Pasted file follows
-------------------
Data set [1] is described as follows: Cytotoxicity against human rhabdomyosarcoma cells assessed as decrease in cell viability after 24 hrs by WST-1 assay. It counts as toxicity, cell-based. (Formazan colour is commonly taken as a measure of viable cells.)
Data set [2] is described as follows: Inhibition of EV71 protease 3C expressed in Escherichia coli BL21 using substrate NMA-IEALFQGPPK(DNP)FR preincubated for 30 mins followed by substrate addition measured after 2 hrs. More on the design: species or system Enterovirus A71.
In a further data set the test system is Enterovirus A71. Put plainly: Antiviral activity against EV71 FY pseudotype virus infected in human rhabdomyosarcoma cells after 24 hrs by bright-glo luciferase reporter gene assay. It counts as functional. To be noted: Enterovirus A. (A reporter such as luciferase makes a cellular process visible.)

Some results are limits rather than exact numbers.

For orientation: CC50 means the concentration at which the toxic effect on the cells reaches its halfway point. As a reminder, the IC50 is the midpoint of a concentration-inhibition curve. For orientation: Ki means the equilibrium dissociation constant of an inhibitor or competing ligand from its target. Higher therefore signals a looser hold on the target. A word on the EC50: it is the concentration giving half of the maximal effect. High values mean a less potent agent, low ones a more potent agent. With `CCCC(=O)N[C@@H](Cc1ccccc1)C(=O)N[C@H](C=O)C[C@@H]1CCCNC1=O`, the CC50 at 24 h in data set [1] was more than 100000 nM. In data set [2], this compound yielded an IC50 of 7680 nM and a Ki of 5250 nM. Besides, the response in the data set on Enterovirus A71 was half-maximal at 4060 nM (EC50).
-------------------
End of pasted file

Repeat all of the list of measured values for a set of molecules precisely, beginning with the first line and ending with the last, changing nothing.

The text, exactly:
Data set [1] is described as follows: Cytotoxicity against human rhabdomyosarcoma cells assessed as decrease in cell viability after 24 hrs by WST-1 assay. It counts as toxicity, cell-based. (Formazan colour is commonly taken as a measure of viable cells.)
Data set [2] is described as follows: Inhibition of EV71 protease 3C expressed in Escherichia coli BL21 using substrate NMA-IEALFQGPPK(DNP)FR preincubated for 30 mins followed by substrate addition measured after 2 hrs. More on the design: species or system Enterovirus A71.
In a further data set the test system is Enterovirus A71. Put plainly: Antiviral activity against EV71 FY pseudotype virus infected in human rhabdomyosarcoma cells after 24 hrs by bright-glo luciferase reporter gene assay. It counts as functional. To be noted: Enterovirus A. (A reporter such as luciferase makes a cellular process visible.)

Some results are limits rather than exact numbers.

For orientation: CC50 means the concentration at which the toxic effect on the cells reaches its halfway point. As a reminder, the IC50 is the midpoint of a concentration-inhibition curve. For orientation: Ki means the equilibrium dissociation constant of an inhibitor or competing ligand from its target. Higher therefore signals a looser hold on the target. A word on the EC50: it is the concentration giving half of the maximal effect. High values mean a less potent agent, low ones a more potent agent. With `CCCC(=O)N[C@@H](Cc1ccccc1)C(=O)N[C@H](C=O)C[C@@H]1CCCNC1=O`, the CC50 at 24 h in data set [1] was more than 100000 nM. In data set [2], this compound yielded an IC50 of 7680 nM and a Ki of 5250 nM. Besides, the response in the data set on Enterovirus A71 was half-maximal at 4060 nM (EC50).